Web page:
The aim of the present study was to evaluate the effects of long-term consumption of a hypercaloric diet high in saturated fatty acids versus unsaturated fatty acids on carbohydrate metabolism and arterial vessels’ function. Thus, we compared the effects of HFD rich either in palm olein, lard, or olive oil on insulin resistance and vascular reactivity in rats.

2. Materials and Methods

2.1. Animals and Diets

The experiments complied with the guidelines for the care and use of laboratory animals (National Academies Press US, 8th edition, 2011), and all procedures were approved by the local ethical committee (reference CEEA-LR-12002, Montpellier, France). Thirty-two young male Wistar rats aged 6 weeks coming from the Animal facilities of Charles River Laboratories, France, were used. The animals were housed under conditions of constant temperature (20–22°C), humidity (45–50%), and a standard dark cycle (20.00-08.00 h) with free access to food and water. Rats were randomly assigned to four groups of eight animals and fed for 12 weeks either a standard rat chow diet (control) or one of the three HFD. In the control diet, 11% of the energy was given by fat (5% soybean oil), whereas in enriched diets, 56% of the energy was provided by fat intake [22]. The fat-enriched diets consisted in 2.5% (w/w) of soybean oil and 30% (w/w) of PO (Sania Cie, Abidjan, Côte d’Ivoire), OO (virgin olive oil, bought in a supermarket), or lard (Alva, Rezé, France). The detailed composition of these experimental diets is given in Table 1.

2.2. Intraperitoneal Glucose Tolerance Test

The intraperitoneal glucose tolerance test (IPGTT) was completed seven days before rat sacrifice and performed as previously described [23, 24]. Briefly, after being fasting for 16 h, a glucose solution [2 g/kg body weight saline (0.9% NaCl)] was administered intraperitoneally. Blood was sampled through the tail vein of conscious rats immediately prior to the injection, and 20, 30, 40, 60, 90, and 120 min afterward. Blood glucose was measured using glucose strips and a commercial glucometer (AccuChek Active, Roche Diagnostics, USA). The area under the curve (AUC) was calculated by the trapezium method. The AUC values are expressed as glucose per L per 120 min.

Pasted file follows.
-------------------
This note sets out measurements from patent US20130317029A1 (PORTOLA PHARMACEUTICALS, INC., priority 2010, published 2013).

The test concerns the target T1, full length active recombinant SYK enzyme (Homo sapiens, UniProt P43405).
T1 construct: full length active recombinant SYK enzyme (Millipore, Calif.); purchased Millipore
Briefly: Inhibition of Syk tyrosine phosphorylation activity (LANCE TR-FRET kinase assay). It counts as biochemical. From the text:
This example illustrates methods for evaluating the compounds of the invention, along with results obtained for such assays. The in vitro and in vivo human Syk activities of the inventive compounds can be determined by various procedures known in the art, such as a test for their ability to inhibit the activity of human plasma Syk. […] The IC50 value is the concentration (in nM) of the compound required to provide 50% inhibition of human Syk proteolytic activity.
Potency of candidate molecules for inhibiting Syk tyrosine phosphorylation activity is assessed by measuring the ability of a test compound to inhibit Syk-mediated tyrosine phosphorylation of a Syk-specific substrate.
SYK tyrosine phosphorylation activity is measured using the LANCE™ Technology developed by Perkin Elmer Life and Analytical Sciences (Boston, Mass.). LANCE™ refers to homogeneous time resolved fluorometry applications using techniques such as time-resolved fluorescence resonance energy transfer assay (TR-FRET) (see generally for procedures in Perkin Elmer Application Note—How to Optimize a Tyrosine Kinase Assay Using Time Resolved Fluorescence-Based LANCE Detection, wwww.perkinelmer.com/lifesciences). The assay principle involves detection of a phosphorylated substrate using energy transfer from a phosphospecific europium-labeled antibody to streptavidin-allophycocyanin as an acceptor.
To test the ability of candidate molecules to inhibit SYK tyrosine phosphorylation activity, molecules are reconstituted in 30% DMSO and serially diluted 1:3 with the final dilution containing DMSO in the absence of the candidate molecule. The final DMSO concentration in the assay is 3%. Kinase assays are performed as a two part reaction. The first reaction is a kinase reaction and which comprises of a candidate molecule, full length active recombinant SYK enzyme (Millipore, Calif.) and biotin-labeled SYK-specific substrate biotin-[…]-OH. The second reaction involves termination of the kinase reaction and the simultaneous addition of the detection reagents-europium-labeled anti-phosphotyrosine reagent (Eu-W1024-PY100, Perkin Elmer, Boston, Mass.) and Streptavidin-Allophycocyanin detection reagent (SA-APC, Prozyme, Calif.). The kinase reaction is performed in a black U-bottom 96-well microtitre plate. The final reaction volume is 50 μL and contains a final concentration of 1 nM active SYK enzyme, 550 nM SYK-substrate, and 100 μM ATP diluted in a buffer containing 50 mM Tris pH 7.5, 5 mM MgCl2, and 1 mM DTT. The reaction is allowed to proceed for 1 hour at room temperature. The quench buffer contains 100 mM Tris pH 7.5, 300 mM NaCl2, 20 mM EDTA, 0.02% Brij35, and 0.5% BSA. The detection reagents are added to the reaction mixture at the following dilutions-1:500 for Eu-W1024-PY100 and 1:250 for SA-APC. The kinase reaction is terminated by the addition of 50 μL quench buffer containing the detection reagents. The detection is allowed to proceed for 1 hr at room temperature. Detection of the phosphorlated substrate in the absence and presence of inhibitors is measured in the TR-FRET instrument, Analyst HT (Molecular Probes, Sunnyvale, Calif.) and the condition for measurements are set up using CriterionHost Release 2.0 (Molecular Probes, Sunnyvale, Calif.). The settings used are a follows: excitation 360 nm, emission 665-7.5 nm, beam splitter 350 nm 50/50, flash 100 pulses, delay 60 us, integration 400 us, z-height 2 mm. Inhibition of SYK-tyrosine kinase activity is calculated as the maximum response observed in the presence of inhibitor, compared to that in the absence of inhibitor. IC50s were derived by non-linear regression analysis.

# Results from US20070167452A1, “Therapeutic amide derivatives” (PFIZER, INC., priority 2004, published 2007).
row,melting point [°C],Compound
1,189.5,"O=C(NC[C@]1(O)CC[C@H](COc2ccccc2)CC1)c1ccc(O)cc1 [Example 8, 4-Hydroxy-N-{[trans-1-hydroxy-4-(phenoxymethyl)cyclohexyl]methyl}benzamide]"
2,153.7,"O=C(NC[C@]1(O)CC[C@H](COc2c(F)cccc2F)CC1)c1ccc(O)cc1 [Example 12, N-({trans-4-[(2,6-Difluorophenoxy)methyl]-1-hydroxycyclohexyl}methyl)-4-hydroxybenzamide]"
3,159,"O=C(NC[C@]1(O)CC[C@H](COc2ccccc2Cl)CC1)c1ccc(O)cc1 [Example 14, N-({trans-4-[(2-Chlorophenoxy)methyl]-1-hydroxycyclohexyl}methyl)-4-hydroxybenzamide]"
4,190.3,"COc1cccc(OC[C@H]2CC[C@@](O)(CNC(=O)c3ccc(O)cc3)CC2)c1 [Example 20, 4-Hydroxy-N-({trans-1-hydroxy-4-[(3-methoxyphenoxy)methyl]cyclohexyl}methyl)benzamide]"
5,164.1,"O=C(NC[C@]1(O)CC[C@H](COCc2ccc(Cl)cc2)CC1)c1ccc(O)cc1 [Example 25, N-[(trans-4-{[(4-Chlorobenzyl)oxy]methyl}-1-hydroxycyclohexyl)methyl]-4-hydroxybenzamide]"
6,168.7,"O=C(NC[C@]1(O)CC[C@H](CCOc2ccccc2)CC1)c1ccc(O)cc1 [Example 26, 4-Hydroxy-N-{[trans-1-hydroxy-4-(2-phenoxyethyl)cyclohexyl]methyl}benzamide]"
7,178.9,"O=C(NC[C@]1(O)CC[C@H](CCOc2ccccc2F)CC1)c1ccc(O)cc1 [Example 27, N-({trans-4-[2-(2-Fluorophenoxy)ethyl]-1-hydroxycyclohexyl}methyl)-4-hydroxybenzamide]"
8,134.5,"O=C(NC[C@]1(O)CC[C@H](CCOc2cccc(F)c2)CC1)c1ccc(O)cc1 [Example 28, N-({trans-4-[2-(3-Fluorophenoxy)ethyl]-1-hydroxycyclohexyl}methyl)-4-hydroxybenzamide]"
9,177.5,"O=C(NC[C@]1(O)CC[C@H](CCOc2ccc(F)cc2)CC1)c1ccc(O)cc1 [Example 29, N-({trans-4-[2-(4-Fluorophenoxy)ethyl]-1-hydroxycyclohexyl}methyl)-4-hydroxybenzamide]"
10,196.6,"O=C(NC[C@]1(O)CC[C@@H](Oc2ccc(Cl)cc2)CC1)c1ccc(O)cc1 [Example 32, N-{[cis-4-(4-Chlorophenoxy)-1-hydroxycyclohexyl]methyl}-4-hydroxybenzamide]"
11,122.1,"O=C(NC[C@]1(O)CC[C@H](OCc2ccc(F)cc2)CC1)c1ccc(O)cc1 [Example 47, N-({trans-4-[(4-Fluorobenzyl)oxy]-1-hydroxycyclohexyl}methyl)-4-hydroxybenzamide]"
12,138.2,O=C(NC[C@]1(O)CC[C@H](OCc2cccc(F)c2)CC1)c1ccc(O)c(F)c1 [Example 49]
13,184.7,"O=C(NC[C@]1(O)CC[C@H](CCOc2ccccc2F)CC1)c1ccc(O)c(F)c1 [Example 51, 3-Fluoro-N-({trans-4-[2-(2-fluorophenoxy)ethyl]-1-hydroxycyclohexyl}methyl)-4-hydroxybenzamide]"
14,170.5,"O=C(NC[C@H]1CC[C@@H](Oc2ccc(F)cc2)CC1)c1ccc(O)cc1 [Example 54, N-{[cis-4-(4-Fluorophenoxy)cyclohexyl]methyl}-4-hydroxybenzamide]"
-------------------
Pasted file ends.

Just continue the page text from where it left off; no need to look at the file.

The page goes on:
2.3. Rat Sacrifice and Sampling

Rats were fasted overnight, and blood was sampled via the abdominal artery under 1% pentobarbital anaesthesia (50 mg/kg ip). After centrifugation at for 10 min at 4°C, plasma was collected and stored at −80°C until analysis. Rat gastrocnemius was quickly removed; one piece was immediately frozen in liquid nitrogen and then kept at −80°C until analysis. The left soleus and right soleus were immersed, respectively, in a 0.7 μM insulin solution or PBS without insulin at 37°C for 15 minutes. The two solei were then rinsed and frozen in liquid nitrogen.

2.4. Routine Biochemical Analyses

The plasma contents of glucose, total cholesterol, HDL cholesterol, and triglycerides, were determined using standard methods on a COBAS automated analyzer (Roche Diagnostics, France). Plasma insulin level was quantified by an immunoassay kit (Mercodia Rat Insulin ELISA). The homeostasis model assessment of insulin resistance (HOMA-IR) was calculated using the follow equation: HOMA-IR = [fasting blood glucose level (mmol·L−1) × fasting plasma insulin level (mUI·L−1)]/22.5.

2.5. Protein Isolation and Western Blot Analysis